190. Central Intelligence Agency Information Report1

TDCS DB-3/655, 301


  • Appraisal of the Ngo Diem Regime as of 26 June 1963
This is a field appraisal of the current situation. It is not an official judgment by this agency or any component. It represents the observations and interpretations of a staff officer based on information available to him at the time of its preparation. Prepared for internal use as a guide to the operational environment, this commentary is disseminated in the belief that it may be useful to other agencies in assessing the situation for their own purposes.
The Government of Vietnam (GVN) is now waging what it considers to be a war for survival with its difficulties expanded by the deteriorating military situation in Laos. In the GVN’s view, the Laos problem increasingly deprives them of an important buffer against Communist insurgency and opens the GVN frontier to direct Communist aggression. It is therefore most unlikely that the GVN will accept any advice which, in the opinion of its top officials, might undermine its control of the internal political situation. By this reasoning, it can be anticipated that recommendations looking toward broad political and social reforms will be strongly resisted, both by President Ngo Dinh Diem and his family, and by certain military and civilian officials.
Efforts to effect any changes, such as broadening the government to include selected oppositionists, relegating the President’s brother, Ngo Dinh Nhu, and his wife to less prominent roles, and permitting opposition delegates in the National Assembly, are not believed feasible at this time for the following reasons:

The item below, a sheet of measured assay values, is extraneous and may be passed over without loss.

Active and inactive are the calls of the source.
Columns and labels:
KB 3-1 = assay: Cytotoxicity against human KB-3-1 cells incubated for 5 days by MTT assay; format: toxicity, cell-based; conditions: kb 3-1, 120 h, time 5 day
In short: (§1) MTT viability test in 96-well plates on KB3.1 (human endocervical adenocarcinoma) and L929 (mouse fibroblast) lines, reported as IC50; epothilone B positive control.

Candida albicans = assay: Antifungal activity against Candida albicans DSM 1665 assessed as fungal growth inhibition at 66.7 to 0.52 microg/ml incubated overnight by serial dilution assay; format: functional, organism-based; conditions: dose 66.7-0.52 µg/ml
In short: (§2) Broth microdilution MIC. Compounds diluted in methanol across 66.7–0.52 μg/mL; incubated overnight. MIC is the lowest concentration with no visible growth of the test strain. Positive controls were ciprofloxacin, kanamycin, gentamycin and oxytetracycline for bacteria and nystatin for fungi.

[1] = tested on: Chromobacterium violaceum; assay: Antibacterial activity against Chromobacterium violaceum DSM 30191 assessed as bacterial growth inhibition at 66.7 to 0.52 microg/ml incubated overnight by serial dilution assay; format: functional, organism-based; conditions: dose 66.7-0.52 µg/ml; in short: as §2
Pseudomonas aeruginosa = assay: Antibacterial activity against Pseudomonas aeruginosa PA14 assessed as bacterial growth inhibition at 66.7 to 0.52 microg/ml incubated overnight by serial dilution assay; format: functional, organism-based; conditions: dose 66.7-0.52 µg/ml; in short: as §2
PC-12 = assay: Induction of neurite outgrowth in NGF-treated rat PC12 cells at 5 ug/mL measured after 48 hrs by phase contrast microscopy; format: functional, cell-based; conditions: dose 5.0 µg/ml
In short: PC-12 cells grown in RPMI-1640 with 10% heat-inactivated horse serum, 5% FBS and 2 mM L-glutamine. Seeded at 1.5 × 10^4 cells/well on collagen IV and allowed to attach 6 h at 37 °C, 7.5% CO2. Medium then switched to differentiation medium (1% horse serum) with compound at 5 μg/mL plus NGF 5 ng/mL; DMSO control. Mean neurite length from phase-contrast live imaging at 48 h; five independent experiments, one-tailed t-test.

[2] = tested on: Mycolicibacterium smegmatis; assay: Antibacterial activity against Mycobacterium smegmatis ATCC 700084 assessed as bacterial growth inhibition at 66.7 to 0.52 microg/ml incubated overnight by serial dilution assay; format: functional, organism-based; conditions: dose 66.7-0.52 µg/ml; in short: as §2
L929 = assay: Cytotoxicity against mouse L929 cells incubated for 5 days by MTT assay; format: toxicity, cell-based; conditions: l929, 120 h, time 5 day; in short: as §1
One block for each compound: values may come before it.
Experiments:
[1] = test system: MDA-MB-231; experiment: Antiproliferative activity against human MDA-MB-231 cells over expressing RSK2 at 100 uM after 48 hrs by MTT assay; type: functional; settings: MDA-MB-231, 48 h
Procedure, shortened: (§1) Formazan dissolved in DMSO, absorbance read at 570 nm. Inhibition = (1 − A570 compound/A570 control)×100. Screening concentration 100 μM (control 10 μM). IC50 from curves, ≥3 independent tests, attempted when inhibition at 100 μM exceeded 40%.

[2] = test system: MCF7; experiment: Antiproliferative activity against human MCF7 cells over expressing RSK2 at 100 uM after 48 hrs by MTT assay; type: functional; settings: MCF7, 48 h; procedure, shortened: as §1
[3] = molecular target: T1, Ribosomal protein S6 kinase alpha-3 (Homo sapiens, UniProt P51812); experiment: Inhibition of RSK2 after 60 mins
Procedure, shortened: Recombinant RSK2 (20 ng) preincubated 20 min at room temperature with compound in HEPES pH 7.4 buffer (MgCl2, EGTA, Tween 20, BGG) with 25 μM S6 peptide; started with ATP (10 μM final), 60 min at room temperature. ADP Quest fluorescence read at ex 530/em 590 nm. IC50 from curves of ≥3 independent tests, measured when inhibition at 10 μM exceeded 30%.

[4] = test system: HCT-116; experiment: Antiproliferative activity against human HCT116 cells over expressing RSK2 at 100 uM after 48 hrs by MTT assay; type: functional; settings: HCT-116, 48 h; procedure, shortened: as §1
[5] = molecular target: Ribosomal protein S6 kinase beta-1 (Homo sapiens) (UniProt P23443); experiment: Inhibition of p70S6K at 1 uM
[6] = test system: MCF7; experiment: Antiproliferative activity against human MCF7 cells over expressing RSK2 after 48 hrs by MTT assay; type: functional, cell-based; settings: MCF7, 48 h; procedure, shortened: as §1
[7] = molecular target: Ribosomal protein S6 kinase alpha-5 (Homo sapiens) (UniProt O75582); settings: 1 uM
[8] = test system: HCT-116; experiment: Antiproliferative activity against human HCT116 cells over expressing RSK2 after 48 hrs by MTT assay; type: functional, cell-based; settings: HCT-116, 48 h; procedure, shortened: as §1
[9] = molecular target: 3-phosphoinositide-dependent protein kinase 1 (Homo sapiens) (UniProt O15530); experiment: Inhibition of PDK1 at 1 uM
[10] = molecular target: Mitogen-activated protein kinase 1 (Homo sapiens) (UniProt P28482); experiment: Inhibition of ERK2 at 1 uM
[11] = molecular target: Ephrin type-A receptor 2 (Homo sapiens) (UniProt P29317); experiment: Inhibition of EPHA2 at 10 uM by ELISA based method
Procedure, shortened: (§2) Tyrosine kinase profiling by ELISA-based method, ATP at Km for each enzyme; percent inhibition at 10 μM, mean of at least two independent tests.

President Diem will not discard any family member under pressure. He has a strong traditional sense of family loyalty and is convinced that he is the only person of sufficient stature to lead his country in the battle for survival. Any American demarche envisioning the dismissal of Nhu, Madame Nhu, or of his brother Ngo Dinh Can, political leader of Central Vietnam, would probably be adjudged by Diem as personally insulting and as a gross infringement of his sovereignty and would meet with his flat refusal. Requests or demands that his family members be relegated to positions of apparent honor but without real power would also draw a negative response, with the chances of success being hardly better than those for a demarche for their dismissal. In Diem’s view, either would be demanding not only that he fight on without the services of his most trustworthy advisers, but also that he forfeit the power factors which they represent, i.e. Ngo Dinh Can’s Movement of National Revolution, Ngo Dinh Nhu’s Republican Youth Organization, Strategic Hamlet Program and Can Lao Party, and Madame Nhu’s Women’s Solidarity Movement.
Proposals to permit opposition participation in the GVN and to institute political liberalization and reform would undoubtedly place Diem on the horns of an extremely painful dilemma. Diem may realize that he can no longer deal with the opposition in this customary stern fashion, but he almost surely reasons that reforms and other changes would probably give oppositionists the opportunity they need to effect his downfall. Oppositionists themselves have given every indication that they consider the overthrow of the present regime of paramount importance, even over the prosecution of the war against the Viet Cong. Furthermore, a review of various old opposition leaders and groups shows little to indicate that they would work in good faith, either with a reshaped GVN under Diem, or even among themselves.